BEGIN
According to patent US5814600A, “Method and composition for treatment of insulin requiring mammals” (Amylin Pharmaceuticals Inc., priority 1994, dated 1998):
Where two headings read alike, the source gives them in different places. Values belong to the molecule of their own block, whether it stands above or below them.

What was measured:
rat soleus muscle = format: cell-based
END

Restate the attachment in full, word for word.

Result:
According to patent US5814600A, “Method and composition for treatment of insulin requiring mammals” (Amylin Pharmaceuticals Inc., priority 1994, dated 1998):
Where two headings read alike, the source gives them in different places. Values belong to the molecule of their own block, whether it stands above or below them.

What was measured:
rat soleus muscle = format: cell-based